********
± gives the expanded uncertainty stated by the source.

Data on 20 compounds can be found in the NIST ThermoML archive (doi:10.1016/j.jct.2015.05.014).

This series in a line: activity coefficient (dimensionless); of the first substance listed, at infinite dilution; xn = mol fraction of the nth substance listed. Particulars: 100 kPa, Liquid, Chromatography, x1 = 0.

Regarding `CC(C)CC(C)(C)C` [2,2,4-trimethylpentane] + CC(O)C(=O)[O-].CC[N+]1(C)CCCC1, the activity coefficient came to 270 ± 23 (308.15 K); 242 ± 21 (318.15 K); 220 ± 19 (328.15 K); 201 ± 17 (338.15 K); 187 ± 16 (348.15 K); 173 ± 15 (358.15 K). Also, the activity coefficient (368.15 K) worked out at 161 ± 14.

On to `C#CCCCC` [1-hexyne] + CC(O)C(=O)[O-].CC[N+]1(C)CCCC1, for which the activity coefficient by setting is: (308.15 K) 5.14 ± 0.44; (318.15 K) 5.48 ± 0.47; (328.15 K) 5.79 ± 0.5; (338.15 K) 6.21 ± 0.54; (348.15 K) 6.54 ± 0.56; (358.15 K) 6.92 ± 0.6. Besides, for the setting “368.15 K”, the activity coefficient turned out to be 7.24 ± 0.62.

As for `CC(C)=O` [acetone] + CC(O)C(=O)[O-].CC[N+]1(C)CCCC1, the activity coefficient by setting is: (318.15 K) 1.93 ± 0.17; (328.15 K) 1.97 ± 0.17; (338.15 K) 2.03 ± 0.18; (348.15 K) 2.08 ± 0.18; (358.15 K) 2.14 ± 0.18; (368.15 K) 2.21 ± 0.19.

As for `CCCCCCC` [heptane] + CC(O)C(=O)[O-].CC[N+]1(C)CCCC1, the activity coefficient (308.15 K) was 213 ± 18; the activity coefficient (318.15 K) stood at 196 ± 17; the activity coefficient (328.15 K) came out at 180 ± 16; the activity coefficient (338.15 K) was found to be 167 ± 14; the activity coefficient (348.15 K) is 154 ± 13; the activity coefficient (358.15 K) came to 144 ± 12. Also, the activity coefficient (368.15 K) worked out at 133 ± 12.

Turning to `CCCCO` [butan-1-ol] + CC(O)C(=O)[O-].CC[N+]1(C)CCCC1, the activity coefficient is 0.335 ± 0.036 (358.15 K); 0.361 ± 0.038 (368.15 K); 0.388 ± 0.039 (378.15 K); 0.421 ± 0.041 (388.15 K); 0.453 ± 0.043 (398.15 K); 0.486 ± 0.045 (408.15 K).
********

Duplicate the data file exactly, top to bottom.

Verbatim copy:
± gives the expanded uncertainty stated by the source.

Data on 20 compounds can be found in the NIST ThermoML archive (doi:10.1016/j.jct.2015.05.014).

This series in a line: activity coefficient (dimensionless); of the first substance listed, at infinite dilution; xn = mol fraction of the nth substance listed. Particulars: 100 kPa, Liquid, Chromatography, x1 = 0.

Regarding `CC(C)CC(C)(C)C` [2,2,4-trimethylpentane] + CC(O)C(=O)[O-].CC[N+]1(C)CCCC1, the activity coefficient came to 270 ± 23 (308.15 K); 242 ± 21 (318.15 K); 220 ± 19 (328.15 K); 201 ± 17 (338.15 K); 187 ± 16 (348.15 K); 173 ± 15 (358.15 K). Also, the activity coefficient (368.15 K) worked out at 161 ± 14.

On to `C#CCCCC` [1-hexyne] + CC(O)C(=O)[O-].CC[N+]1(C)CCCC1, for which the activity coefficient by setting is: (308.15 K) 5.14 ± 0.44; (318.15 K) 5.48 ± 0.47; (328.15 K) 5.79 ± 0.5; (338.15 K) 6.21 ± 0.54; (348.15 K) 6.54 ± 0.56; (358.15 K) 6.92 ± 0.6. Besides, for the setting “368.15 K”, the activity coefficient turned out to be 7.24 ± 0.62.

As for `CC(C)=O` [acetone] + CC(O)C(=O)[O-].CC[N+]1(C)CCCC1, the activity coefficient by setting is: (318.15 K) 1.93 ± 0.17; (328.15 K) 1.97 ± 0.17; (338.15 K) 2.03 ± 0.18; (348.15 K) 2.08 ± 0.18; (358.15 K) 2.14 ± 0.18; (368.15 K) 2.21 ± 0.19.

As for `CCCCCCC` [heptane] + CC(O)C(=O)[O-].CC[N+]1(C)CCCC1, the activity coefficient (308.15 K) was 213 ± 18; the activity coefficient (318.15 K) stood at 196 ± 17; the activity coefficient (328.15 K) came out at 180 ± 16; the activity coefficient (338.15 K) was found to be 167 ± 14; the activity coefficient (348.15 K) is 154 ± 13; the activity coefficient (358.15 K) came to 144 ± 12. Also, the activity coefficient (368.15 K) worked out at 133 ± 12.

Turning to `CCCCO` [butan-1-ol] + CC(O)C(=O)[O-].CC[N+]1(C)CCCC1, the activity coefficient is 0.335 ± 0.036 (358.15 K); 0.361 ± 0.038 (368.15 K); 0.388 ± 0.039 (378.15 K); 0.421 ± 0.041 (388.15 K); 0.453 ± 0.043 (398.15 K); 0.486 ± 0.045 (408.15 K).